The court also rejected the government’s attempt to cast Kamil Elkin Alptekin and his Dutch company, Inovo, as intermediaries for Turkey, finding instead that while Rafiekian agreed to work for Alptekin and Inovo, there was no evidence that Rafiekian had also agreed to act as an agent of Turkey. (Prosecutors also indicted Alptekin, but his case has yet to be brought to trial because he remains in Turkey.)

Also lacking, according to Judge Trenga’s opinion, was any evidence that Rafiekian conspired with Alptekin or anyone else “to either avoid filing under FARA or to cause the filing of a false FARA registration statement.” Here, the court stressed that “Rafiekian consulted with two law firms concerning his obligation to register under FARA,” and had disclosed to U.S. officials Alptekin’s connections to Turkey’s officials.

The government has the right to appeal Judge Trenga’s order of acquittal, but as a back-stop, the judge held that if his decision is overturned, Rafiekian is entitled to a new trial. The next step now is for the government to decide whether to appeal or cut its losses.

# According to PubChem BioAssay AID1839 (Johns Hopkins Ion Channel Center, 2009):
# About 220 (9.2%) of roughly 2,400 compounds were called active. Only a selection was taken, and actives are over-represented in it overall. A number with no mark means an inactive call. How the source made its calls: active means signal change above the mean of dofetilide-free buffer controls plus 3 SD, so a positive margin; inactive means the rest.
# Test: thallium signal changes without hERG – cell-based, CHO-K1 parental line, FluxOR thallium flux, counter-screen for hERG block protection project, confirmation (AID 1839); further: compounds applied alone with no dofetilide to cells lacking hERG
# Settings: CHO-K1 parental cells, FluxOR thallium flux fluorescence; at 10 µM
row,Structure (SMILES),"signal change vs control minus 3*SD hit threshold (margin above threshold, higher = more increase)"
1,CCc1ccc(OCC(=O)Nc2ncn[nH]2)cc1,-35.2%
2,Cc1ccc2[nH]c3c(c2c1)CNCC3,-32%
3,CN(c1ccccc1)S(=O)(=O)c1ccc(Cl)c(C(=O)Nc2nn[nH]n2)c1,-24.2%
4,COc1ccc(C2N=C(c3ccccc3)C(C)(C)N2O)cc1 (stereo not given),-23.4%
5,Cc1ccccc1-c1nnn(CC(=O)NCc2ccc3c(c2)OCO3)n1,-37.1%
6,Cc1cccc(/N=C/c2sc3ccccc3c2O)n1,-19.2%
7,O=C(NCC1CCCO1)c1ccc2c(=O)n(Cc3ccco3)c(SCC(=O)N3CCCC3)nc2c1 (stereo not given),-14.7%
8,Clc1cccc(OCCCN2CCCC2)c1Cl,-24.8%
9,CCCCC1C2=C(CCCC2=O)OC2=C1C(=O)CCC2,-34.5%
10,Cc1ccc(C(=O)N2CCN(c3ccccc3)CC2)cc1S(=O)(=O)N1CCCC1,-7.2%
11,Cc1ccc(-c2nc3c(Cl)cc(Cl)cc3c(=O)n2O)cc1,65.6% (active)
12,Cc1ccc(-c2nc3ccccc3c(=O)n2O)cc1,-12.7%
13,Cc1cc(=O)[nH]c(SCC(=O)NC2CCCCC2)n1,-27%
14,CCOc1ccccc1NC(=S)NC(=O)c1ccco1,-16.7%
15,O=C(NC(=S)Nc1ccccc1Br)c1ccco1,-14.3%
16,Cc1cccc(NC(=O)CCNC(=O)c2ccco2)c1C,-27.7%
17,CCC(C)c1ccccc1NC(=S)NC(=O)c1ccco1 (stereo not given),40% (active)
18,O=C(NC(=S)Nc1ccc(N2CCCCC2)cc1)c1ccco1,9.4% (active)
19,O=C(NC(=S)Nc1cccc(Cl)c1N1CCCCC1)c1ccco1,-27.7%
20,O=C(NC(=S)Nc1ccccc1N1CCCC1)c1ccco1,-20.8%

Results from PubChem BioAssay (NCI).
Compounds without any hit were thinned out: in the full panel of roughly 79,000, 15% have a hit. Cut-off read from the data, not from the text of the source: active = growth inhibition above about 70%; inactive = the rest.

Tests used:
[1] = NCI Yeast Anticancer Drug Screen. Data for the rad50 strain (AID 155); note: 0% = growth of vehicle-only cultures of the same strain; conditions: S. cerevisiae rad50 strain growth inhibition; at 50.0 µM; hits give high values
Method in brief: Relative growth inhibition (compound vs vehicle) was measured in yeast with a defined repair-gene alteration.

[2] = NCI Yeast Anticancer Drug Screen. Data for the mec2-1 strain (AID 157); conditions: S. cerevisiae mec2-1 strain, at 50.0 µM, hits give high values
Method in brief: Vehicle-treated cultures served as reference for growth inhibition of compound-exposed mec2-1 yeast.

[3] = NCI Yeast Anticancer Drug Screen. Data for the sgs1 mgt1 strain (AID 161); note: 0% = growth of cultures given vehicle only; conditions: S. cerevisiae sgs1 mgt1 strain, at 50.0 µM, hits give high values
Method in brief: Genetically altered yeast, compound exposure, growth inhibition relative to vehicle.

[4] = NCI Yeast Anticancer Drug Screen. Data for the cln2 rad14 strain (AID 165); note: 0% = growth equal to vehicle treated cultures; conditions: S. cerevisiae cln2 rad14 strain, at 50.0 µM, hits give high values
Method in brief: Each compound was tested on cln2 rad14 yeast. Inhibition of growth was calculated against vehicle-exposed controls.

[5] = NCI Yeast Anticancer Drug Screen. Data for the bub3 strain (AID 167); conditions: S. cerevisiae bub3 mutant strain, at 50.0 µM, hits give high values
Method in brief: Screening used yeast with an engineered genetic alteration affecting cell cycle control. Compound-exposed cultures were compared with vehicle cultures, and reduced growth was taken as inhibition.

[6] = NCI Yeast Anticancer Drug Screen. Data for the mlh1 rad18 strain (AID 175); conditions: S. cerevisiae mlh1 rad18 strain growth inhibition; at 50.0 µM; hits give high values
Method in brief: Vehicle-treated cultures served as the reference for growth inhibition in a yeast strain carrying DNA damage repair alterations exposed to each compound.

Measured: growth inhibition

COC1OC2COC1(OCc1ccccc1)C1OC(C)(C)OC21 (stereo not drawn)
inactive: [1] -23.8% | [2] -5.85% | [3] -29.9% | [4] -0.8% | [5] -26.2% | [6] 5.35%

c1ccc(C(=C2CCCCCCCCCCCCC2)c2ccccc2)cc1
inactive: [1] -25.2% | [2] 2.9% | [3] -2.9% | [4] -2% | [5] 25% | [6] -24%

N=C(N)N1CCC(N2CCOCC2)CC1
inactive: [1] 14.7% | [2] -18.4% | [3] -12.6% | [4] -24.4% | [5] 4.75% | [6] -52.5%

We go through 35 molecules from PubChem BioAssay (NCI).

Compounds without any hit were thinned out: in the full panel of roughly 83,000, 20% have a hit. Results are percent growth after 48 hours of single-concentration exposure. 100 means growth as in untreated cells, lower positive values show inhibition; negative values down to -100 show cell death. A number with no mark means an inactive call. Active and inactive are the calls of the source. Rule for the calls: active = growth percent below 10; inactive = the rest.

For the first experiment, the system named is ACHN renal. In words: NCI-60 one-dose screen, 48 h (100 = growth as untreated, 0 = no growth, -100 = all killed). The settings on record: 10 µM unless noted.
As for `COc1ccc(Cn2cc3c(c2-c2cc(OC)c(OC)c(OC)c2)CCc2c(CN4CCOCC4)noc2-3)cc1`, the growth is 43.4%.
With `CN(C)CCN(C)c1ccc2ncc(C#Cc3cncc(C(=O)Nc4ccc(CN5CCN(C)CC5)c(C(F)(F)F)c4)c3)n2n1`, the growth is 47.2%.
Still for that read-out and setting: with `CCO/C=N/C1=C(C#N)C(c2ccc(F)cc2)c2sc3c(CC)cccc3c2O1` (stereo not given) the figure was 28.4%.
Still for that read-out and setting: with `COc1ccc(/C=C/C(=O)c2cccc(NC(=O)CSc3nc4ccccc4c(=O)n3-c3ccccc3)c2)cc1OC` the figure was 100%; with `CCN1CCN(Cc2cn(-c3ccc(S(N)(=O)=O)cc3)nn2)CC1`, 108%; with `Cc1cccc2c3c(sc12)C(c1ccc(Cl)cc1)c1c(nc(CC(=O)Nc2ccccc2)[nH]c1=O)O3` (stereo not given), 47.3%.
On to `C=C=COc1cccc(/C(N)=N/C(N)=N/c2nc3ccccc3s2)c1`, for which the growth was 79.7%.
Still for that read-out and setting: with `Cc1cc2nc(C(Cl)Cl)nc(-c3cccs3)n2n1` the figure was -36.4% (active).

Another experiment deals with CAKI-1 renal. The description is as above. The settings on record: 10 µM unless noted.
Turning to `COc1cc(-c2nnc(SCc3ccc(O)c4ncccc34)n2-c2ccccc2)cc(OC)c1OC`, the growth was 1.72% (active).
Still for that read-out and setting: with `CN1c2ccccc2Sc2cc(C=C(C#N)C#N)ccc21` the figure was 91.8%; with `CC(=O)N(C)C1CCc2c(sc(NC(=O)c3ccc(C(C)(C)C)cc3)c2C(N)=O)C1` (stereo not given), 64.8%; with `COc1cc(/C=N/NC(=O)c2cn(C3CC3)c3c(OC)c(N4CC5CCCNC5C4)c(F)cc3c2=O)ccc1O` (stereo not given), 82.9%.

While government attorneys weigh that decision, the public would be well served to contemplate the lesson learned from Trenga’s decision to toss the case against Rafiekian, an American citizen whom in years past President George W. Bush had nominated, and the Senate had confirmed, to serve on the board of directors of the Export-Import Bank of the United States.

Is the problem a vague and ambiguous FARA? Or is the problem a political prosecution premised on nothing better than “impermissible speculation and conjecture?” Or maybe both?

To Powell, “this prosecution was the extension of Mueller’s abuses and those of the National Security Division who grossly expanded their power and corrupted the FISA process.” She has a cure, telling The Federalist, “The National Security Division of the DOJ needs to be completely cleaned out and reconstituted with people who are dedicated to protecting the Fourth Amendment and individual rights instead of trampling them.”